Date: June 9, 2017

Contact: Melissa Vatterott,

Alderwoman Cara Spencer,

Alderwoman Christine Ingrassia,

St. Louis, MO: The St. Louis Food Policy Coalition strongly supports changing urban agriculture policies that will promote food security, increase nutritious food, and expand economic opportunities for people throughout the city.

“Our citywide survey found widespread support for expanding urban agriculture policies last year and we’re excited to see that support translate into action,” said Melissa Vatterott, the Food & Farm Policy Director at the Missouri Coalition for the Environment and chairs the St. Louis Food Policy Coalition.

Board Bill 52 introduced today by Alderwoman Spencer and Alderwoman Ingrassia allows a person to have up to eight chickens or rabbits based on the size of their property. The current city ordinance only allows for up to four pets, including dogs, cats, chickens, and rabbits.

“This is one part of what will be necessary to ensure our City’s sustainability and our residents’ access to healthy foods on a long term basis,” said Alderwoman Ingrassia. “Thanks to smart collaboration between the St. Louis Food Policy Coalition, Alderwoman Spencer, and a group of dedicated representatives from City departments, we have been able to put together legislation and policy updates guided by residents that will engender positive, impactful changes for urban agriculture in our City,” she added.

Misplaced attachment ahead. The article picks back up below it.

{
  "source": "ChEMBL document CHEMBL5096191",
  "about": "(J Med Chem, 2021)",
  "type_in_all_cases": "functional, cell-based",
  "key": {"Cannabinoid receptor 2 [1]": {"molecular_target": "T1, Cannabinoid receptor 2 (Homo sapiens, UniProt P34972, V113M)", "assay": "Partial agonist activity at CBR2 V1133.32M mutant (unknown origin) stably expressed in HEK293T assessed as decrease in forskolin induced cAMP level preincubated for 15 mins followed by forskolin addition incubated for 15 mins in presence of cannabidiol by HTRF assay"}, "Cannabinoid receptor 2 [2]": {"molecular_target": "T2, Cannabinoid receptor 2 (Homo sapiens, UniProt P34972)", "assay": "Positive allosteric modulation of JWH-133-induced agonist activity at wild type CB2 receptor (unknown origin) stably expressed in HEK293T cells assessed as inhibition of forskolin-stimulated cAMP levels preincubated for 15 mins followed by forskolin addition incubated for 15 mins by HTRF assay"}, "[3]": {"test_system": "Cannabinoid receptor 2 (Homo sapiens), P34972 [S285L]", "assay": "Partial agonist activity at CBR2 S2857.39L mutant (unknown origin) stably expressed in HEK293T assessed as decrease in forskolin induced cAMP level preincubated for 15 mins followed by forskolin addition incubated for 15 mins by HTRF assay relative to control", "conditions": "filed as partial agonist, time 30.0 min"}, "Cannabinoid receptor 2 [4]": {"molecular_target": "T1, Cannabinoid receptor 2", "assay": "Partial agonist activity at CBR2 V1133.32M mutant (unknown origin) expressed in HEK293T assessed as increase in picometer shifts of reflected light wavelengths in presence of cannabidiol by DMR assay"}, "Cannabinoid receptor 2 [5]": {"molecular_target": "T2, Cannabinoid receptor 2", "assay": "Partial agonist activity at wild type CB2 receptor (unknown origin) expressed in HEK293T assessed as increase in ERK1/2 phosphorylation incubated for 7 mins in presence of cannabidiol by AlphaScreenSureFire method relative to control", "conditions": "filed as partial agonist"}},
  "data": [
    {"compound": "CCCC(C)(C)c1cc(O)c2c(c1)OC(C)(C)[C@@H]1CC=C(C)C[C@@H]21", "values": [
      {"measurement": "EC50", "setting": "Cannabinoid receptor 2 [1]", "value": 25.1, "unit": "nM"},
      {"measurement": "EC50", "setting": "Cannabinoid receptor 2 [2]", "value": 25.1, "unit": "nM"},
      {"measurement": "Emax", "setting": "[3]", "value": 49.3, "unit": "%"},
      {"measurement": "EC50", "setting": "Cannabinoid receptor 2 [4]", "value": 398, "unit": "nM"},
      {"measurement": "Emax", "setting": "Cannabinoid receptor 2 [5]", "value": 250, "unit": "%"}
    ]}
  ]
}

Another policy being considered is the direct sale of eggs, honey, and produce from neighbor-to-neighbor. People with home gardens, community gardens, or an urban farm will be able to sell their goods from the property where it is being grown. This policy is needed for expanding nutritious food access and keeping money local.

“Gardening and urban agriculture presents St. Louis with an opportunity to improve the health, ecology, resilience, and economic prosperity of our neighborhoods, and transform vacant land into a productive community asset,” said  Lucas Signorelli, Executive Director of the St. Louis MetroMarket.  “Most importantly, it puts food sovereignty back into the hands of residents,” he added.

The MetroMarket depends on St. Louis’s local urban farmers for sourcing fresh produce onto the bus.

UPDATE: A hearing for the bill is being held in the Kennedy Room at City Hall on Thursday, June 22nd.

View the overview on this bill here.

View the St. Louis Food Policy Coalition citywide survey (2016) here.

View MCE’s Regional Food Study (2014) here.

Missouri Coalition for the Environment, a nonprofit, nonpartisan, 501(c)(3) state-level conservation organization, is a force for clean air, clean water and clean energy in Missouri. Since 1969 it has educated and activated Missourians to protect the land we all love. MCE’s web address is:


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